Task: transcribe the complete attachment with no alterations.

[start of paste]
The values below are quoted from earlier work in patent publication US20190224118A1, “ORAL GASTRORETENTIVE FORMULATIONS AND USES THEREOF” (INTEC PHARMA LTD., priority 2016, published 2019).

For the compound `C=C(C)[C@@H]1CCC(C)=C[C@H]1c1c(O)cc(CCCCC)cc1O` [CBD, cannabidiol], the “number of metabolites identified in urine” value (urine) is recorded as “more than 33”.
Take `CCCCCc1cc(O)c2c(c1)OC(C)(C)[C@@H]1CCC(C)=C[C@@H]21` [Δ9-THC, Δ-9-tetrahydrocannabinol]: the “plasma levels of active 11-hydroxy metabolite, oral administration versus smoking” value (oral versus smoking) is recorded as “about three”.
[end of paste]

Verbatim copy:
The values below are quoted from earlier work in patent publication US20190224118A1, “ORAL GASTRORETENTIVE FORMULATIONS AND USES THEREOF” (INTEC PHARMA LTD., priority 2016, published 2019).

For the compound `C=C(C)[C@@H]1CCC(C)=C[C@H]1c1c(O)cc(CCCCC)cc1O` [CBD, cannabidiol], the “number of metabolites identified in urine” value (urine) is recorded as “more than 33”.
Take `CCCCCc1cc(O)c2c(c1)OC(C)(C)[C@@H]1CCC(C)=C[C@@H]21` [Δ9-THC, Δ-9-tetrahydrocannabinol]: the “plasma levels of active 11-hydroxy metabolite, oral administration versus smoking” value (oral versus smoking) is recorded as “about three”.